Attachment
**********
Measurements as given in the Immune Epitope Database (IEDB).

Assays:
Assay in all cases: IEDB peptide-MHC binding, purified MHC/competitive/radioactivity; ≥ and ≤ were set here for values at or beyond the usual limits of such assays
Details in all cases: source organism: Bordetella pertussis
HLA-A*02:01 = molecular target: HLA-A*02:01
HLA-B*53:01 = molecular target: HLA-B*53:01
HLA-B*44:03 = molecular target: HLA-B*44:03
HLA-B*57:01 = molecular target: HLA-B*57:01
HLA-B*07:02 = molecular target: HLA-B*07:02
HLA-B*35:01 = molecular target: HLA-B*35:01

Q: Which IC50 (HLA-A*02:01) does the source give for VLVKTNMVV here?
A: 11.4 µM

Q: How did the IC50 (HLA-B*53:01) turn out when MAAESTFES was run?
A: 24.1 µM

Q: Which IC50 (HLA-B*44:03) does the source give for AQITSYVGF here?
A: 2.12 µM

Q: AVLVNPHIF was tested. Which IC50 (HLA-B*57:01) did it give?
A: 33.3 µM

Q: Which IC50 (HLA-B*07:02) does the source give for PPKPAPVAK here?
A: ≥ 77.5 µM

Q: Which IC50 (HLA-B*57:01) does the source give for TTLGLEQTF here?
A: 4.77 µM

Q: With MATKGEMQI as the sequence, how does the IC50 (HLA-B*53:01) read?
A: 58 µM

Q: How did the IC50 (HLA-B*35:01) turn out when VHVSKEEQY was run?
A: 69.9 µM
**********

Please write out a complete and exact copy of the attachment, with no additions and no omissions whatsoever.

Measurements as given in the Immune Epitope Database (IEDB).

Assays:
Assay in all cases: IEDB peptide-MHC binding, purified MHC/competitive/radioactivity; ≥ and ≤ were set here for values at or beyond the usual limits of such assays
Details in all cases: source organism: Bordetella pertussis
HLA-A*02:01 = molecular target: HLA-A*02:01
HLA-B*53:01 = molecular target: HLA-B*53:01
HLA-B*44:03 = molecular target: HLA-B*44:03
HLA-B*57:01 = molecular target: HLA-B*57:01
HLA-B*07:02 = molecular target: HLA-B*07:02
HLA-B*35:01 = molecular target: HLA-B*35:01

Q: Which IC50 (HLA-A*02:01) does the source give for VLVKTNMVV here?
A: 11.4 µM

Q: How did the IC50 (HLA-B*53:01) turn out when MAAESTFES was run?
A: 24.1 µM

Q: Which IC50 (HLA-B*44:03) does the source give for AQITSYVGF here?
A: 2.12 µM

Q: AVLVNPHIF was tested. Which IC50 (HLA-B*57:01) did it give?
A: 33.3 µM

Q: Which IC50 (HLA-B*07:02) does the source give for PPKPAPVAK here?
A: ≥ 77.5 µM

Q: Which IC50 (HLA-B*57:01) does the source give for TTLGLEQTF here?
A: 4.77 µM

Q: With MATKGEMQI as the sequence, how does the IC50 (HLA-B*53:01) read?
A: 58 µM

Q: How did the IC50 (HLA-B*35:01) turn out when VHVSKEEQY was run?
A: 69.9 µM